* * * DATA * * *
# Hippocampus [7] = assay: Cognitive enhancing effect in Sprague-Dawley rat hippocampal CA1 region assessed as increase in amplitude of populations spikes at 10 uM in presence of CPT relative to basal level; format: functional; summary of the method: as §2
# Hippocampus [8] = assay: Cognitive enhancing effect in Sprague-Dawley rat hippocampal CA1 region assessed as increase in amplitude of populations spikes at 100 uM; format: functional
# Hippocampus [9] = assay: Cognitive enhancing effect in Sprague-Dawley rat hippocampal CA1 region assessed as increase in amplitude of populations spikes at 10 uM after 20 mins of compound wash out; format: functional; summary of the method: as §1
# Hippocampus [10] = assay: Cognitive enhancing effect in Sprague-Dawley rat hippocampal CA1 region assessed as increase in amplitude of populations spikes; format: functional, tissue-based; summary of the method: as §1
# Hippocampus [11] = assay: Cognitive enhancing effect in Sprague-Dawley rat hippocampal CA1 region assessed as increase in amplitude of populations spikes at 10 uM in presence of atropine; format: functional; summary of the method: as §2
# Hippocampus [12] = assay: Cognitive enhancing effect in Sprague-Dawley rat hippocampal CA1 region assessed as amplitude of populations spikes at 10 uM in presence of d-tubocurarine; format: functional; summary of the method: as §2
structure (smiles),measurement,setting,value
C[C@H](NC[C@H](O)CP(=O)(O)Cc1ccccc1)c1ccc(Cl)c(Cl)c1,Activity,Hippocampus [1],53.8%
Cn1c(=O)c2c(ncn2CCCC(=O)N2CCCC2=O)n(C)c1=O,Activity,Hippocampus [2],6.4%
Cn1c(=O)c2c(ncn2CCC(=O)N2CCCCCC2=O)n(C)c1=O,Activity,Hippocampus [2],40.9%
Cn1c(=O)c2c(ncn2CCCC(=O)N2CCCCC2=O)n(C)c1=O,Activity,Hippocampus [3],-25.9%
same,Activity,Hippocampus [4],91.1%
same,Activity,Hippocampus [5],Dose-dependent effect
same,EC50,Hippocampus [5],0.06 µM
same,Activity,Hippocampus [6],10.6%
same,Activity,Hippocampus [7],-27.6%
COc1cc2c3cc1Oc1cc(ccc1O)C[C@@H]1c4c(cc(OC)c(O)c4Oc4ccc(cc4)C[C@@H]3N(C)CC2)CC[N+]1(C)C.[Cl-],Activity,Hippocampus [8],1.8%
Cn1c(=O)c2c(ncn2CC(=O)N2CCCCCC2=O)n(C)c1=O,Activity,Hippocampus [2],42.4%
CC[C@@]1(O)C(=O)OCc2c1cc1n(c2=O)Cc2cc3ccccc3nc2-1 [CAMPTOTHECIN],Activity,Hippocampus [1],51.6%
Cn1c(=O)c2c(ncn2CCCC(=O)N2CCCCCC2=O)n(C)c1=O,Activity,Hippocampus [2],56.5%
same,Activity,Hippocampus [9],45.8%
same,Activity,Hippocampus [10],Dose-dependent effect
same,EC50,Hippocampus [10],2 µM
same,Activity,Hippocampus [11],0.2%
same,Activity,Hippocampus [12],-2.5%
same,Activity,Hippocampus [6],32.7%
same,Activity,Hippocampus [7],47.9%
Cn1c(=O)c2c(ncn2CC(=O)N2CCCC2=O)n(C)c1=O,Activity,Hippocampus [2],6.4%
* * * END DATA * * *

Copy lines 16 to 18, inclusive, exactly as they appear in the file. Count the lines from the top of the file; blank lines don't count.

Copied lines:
same,Activity,Hippocampus [7],-27.6%
COc1cc2c3cc1Oc1cc(ccc1O)C[C@@H]1c4c(cc(OC)c(O)c4Oc4ccc(cc4)C[C@@H]3N(C)CC2)CC[N+]1(C)C.[Cl-],Activity,Hippocampus [8],1.8%
Cn1c(=O)c2c(ncn2CC(=O)N2CCCCCC2=O)n(C)c1=O,Activity,Hippocampus [2],42.4%